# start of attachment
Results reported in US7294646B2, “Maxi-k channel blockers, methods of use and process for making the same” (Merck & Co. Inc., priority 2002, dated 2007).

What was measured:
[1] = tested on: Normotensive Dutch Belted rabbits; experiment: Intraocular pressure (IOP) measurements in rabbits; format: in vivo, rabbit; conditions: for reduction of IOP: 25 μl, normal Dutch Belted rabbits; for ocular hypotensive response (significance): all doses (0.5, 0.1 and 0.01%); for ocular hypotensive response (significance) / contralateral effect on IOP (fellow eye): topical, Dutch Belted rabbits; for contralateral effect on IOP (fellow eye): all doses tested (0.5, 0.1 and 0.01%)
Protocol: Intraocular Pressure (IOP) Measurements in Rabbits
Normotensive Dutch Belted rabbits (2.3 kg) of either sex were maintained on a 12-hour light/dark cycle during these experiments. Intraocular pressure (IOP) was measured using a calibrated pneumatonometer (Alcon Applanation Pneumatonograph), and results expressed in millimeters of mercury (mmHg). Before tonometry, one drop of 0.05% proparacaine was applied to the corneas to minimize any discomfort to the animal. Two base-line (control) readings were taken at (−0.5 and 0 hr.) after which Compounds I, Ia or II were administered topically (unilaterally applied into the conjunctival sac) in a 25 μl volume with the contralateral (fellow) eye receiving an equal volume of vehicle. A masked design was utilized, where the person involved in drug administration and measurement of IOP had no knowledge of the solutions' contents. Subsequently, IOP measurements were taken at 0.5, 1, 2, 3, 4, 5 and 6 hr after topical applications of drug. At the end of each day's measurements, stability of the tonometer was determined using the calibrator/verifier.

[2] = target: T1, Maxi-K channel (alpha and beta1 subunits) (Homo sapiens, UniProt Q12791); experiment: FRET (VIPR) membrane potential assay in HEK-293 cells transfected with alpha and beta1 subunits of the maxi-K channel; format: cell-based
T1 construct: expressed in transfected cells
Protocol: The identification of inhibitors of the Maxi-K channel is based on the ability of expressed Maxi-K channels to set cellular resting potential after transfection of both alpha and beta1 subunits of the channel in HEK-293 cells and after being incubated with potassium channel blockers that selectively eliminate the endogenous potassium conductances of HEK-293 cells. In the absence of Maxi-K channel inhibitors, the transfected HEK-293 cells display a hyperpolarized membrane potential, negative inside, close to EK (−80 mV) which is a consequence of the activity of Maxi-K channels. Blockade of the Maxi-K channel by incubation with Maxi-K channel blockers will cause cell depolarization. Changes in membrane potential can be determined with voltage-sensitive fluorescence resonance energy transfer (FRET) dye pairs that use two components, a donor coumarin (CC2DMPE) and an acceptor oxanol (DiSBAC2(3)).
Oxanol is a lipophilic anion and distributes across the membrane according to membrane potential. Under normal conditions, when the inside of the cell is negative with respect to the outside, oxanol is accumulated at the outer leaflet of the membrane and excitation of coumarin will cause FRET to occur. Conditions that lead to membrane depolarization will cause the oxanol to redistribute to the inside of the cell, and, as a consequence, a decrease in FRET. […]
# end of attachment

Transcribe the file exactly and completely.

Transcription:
Results reported in US7294646B2, “Maxi-k channel blockers, methods of use and process for making the same” (Merck & Co. Inc., priority 2002, dated 2007).

What was measured:
[1] = tested on: Normotensive Dutch Belted rabbits; experiment: Intraocular pressure (IOP) measurements in rabbits; format: in vivo, rabbit; conditions: for reduction of IOP: 25 μl, normal Dutch Belted rabbits; for ocular hypotensive response (significance): all doses (0.5, 0.1 and 0.01%); for ocular hypotensive response (significance) / contralateral effect on IOP (fellow eye): topical, Dutch Belted rabbits; for contralateral effect on IOP (fellow eye): all doses tested (0.5, 0.1 and 0.01%)
Protocol: Intraocular Pressure (IOP) Measurements in Rabbits
Normotensive Dutch Belted rabbits (2.3 kg) of either sex were maintained on a 12-hour light/dark cycle during these experiments. Intraocular pressure (IOP) was measured using a calibrated pneumatonometer (Alcon Applanation Pneumatonograph), and results expressed in millimeters of mercury (mmHg). Before tonometry, one drop of 0.05% proparacaine was applied to the corneas to minimize any discomfort to the animal. Two base-line (control) readings were taken at (−0.5 and 0 hr.) after which Compounds I, Ia or II were administered topically (unilaterally applied into the conjunctival sac) in a 25 μl volume with the contralateral (fellow) eye receiving an equal volume of vehicle. A masked design was utilized, where the person involved in drug administration and measurement of IOP had no knowledge of the solutions' contents. Subsequently, IOP measurements were taken at 0.5, 1, 2, 3, 4, 5 and 6 hr after topical applications of drug. At the end of each day's measurements, stability of the tonometer was determined using the calibrator/verifier.

[2] = target: T1, Maxi-K channel (alpha and beta1 subunits) (Homo sapiens, UniProt Q12791); experiment: FRET (VIPR) membrane potential assay in HEK-293 cells transfected with alpha and beta1 subunits of the maxi-K channel; format: cell-based
T1 construct: expressed in transfected cells
Protocol: The identification of inhibitors of the Maxi-K channel is based on the ability of expressed Maxi-K channels to set cellular resting potential after transfection of both alpha and beta1 subunits of the channel in HEK-293 cells and after being incubated with potassium channel blockers that selectively eliminate the endogenous potassium conductances of HEK-293 cells. In the absence of Maxi-K channel inhibitors, the transfected HEK-293 cells display a hyperpolarized membrane potential, negative inside, close to EK (−80 mV) which is a consequence of the activity of Maxi-K channels. Blockade of the Maxi-K channel by incubation with Maxi-K channel blockers will cause cell depolarization. Changes in membrane potential can be determined with voltage-sensitive fluorescence resonance energy transfer (FRET) dye pairs that use two components, a donor coumarin (CC2DMPE) and an acceptor oxanol (DiSBAC2(3)).
Oxanol is a lipophilic anion and distributes across the membrane according to membrane potential. Under normal conditions, when the inside of the cell is negative with respect to the outside, oxanol is accumulated at the outer leaflet of the membrane and excitation of coumarin will cause FRET to occur. Conditions that lead to membrane depolarization will cause the oxanol to redistribute to the inside of the cell, and, as a consequence, a decrease in FRET. […]